MOUNTAIN HOME, Ark. — Ryan Butler said on Friday that he was sore from casting so many times during that round of the Toyota Bonus Bucks Bassmaster Team Championship Classic Fish-Off.
And after all that work, he only had two bass to show for it.
On Saturday during the final day of the fish-off portion of the competition, Butler said he couldn’t guess how many hundreds of casts he made while feverishly working the shorelines of Norfork Lake here in the heart of the Ozark Mountains.
He still only had five keeper bites today, but he made every one of them count.
Butler, a 36-year-old resident of Blue Eye, Mo., caught a limit of five bass on Saturday that weighed 15 pounds, 1 ounce. Coupled with the two bass he caught on Friday (which weighed a total of 3-10), Butler finished with a two-day total of 18-11. That was enough to lead the six-angler field and earn the last remaining spot in the 2018 GEICO Bassmaster Classic presented by DICK’S Sporting Goods which will be held March 16-18 on Lake Hartwell at Greenville and Anderson, S.C.
Despite having only two bass on Friday, Butler eventually realized he still had a great chance to win the fish-off. Robert Dodson Sr., a 71-year-old angler from nearby Harrison, Ark., led Friday’s round, but he only had three bass for a 6-6 total today. Beau Govreau of St. Louis, Mo., was the only other angler who caught a bass on Friday; the three other competitors zeroed.
“I was disappointed coming in on Friday with only two bass,” Butler said. “I thought I had blown it. You only get so many chances at something like this. Then my partner in the team competition (Dustin Lippe) didn’t catch a fish. Another guy didn’t catch anything and another guy didn’t have anything. And with Dodson only having three bass, I said ‘Wait a minute. There’s still hope.’
“So when I got here today, I was fishing to win it,” Butler said.
Butler, who fishes with the Joe Bass team trail, was hot on Saturday morning despite temperatures that were in the mid-20s at launch. He boated a smallmouth that weighed nearly 3 pounds in the opening minutes of competition, and he had four bass in the livewell by 9 a.m. (including a 4-plus pound bass that anchored his bag). Butler went more than four hours without a fifth bite, however, but he finally got his limit about an hour before weigh-in.
Butler caught all his bass on a loon-colored Whopper Plopper topwater bait that he outfitted with Mustad triple grip hooks. He threw the bait on a 7-foot, 4-inch Denali worm and jig rod. He caught his bass in anywhere from 1 to 4 feet of water and said wind and shade were keys to his bites.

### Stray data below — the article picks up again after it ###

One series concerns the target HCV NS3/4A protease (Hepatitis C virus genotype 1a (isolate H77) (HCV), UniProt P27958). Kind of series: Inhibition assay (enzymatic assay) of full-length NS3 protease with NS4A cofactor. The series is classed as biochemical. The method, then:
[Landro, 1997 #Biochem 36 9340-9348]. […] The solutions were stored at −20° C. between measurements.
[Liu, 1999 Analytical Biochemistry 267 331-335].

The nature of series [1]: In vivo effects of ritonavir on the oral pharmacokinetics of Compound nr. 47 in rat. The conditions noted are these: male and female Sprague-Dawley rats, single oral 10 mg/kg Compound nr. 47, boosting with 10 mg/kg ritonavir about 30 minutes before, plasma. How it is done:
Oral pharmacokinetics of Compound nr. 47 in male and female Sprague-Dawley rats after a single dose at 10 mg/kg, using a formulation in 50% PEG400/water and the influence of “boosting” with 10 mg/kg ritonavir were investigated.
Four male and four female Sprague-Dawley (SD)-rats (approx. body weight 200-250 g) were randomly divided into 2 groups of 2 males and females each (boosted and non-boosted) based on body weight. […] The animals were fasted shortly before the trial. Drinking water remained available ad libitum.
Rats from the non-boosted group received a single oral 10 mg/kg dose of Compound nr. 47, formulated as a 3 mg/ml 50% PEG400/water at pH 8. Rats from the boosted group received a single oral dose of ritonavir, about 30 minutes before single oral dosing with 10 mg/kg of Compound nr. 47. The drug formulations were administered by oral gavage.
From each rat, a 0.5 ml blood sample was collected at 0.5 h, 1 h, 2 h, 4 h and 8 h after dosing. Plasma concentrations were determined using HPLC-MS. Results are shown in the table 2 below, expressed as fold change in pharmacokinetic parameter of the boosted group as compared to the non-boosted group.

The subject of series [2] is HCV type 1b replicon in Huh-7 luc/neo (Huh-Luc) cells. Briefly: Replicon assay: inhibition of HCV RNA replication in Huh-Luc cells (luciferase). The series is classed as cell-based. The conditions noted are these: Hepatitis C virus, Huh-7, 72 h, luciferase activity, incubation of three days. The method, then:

“(Dustin and I) knew that we could get better bites on that Whopper Plopper,” Butler said. “It’s a heavy bait, and you can throw it a long way. And that rod is just a good, long rod with a good tip on it. We use it with a lot of techniques. I did the same thing yesterday, but we didn’t have the wind to make it effective. Today, we did.”
Butler said it’s every bass angler’s dream to compete in the Bassmaster Classic, and he’s excited for the chance. But first, he needs rest.
“I’m physically exhausted,” he said. “It was hard out here this week. It was freezing cold, and we had to work for every bite. But more than anything, I’m emotionally exhausted. The mental part of this probably is harder than anything.
“This is a dream come true. You never know if you’re going to get your chance to do something like this.”
Butler was part of 162 two-person teams that competed in the team championship portion of the event on Wednesday and Thursday. He and Lippe, who lives in Lampe, Mo., finished second in the Team Championship and both got the chance to fish two more days for a spot in the Classic.
His win marked the second consecutive year an angler from the Joe Bass team trail won the Classic fish-off. It also marked back-to-back victories in the event by Missouri anglers. Scott Clift of Dadeville, Mo., won the 2016 fish-off and qualified for the 2017 Bassmaster Classic on Texas’ Lake Conroe in March.
Govreau finished second in the 2017 fish-off with a two-day total of 14-6. He caught a limit weighing 11-2 on Saturday, but couldn’t quite recapture the magic that helped him and his older brother Brett Govreau win the Team Championship on Thursday.
Dodson Sr. placed third with a two-day total of 13-4. His son and fishing partner, Robbie Dodson Jr., finished fourth with 12-1 overall. Brett Govreau was fifth with 9-2 and Lippe was sixth with 7-10.
The Mountain Home Area Chamber of Commerce hosted the tournament.